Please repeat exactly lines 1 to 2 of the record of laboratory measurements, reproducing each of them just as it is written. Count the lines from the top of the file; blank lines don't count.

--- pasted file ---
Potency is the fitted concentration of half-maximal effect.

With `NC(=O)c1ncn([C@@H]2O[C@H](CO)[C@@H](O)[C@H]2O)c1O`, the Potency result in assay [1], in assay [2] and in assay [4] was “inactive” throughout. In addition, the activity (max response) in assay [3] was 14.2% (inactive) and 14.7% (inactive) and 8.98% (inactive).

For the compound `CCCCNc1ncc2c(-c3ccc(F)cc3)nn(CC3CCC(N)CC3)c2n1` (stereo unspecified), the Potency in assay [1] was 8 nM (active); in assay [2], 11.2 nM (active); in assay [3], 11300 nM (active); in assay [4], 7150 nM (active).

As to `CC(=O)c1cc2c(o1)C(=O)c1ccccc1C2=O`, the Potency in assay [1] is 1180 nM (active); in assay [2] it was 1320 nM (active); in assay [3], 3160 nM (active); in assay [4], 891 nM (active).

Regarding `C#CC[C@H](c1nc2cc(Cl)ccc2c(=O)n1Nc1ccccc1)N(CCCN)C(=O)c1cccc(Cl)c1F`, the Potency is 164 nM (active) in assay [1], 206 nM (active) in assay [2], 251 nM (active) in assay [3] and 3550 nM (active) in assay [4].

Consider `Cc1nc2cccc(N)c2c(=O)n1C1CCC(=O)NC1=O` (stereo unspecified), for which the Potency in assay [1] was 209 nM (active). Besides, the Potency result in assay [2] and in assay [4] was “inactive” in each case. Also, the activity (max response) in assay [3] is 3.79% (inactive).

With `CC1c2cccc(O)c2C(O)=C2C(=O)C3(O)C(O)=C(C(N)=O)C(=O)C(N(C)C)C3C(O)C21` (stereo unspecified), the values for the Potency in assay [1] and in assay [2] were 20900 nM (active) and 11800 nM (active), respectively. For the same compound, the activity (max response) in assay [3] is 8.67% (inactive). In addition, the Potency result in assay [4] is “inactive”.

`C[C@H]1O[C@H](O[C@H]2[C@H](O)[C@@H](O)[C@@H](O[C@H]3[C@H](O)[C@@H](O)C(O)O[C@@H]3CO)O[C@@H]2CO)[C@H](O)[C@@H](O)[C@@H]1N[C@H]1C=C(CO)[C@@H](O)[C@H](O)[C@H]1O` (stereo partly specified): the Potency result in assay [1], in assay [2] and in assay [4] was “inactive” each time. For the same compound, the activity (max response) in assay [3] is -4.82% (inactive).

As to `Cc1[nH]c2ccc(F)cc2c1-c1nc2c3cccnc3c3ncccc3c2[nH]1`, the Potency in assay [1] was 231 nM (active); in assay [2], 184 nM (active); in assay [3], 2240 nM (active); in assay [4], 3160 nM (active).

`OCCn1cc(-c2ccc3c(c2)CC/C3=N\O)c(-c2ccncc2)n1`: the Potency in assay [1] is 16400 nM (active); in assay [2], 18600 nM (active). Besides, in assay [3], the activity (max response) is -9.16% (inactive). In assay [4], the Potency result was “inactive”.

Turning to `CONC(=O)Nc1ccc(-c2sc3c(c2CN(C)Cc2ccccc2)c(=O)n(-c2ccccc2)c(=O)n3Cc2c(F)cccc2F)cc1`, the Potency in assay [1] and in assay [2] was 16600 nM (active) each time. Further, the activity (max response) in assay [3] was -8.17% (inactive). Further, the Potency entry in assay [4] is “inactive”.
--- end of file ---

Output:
Potency is the fitted concentration of half-maximal effect.

With `NC(=O)c1ncn([C@@H]2O[C@H](CO)[C@@H](O)[C@H]2O)c1O`, the Potency result in assay [1], in assay [2] and in assay [4] was “inactive” throughout. In addition, the activity (max response) in assay [3] was 14.2% (inactive) and 14.7% (inactive) and 8.98% (inactive).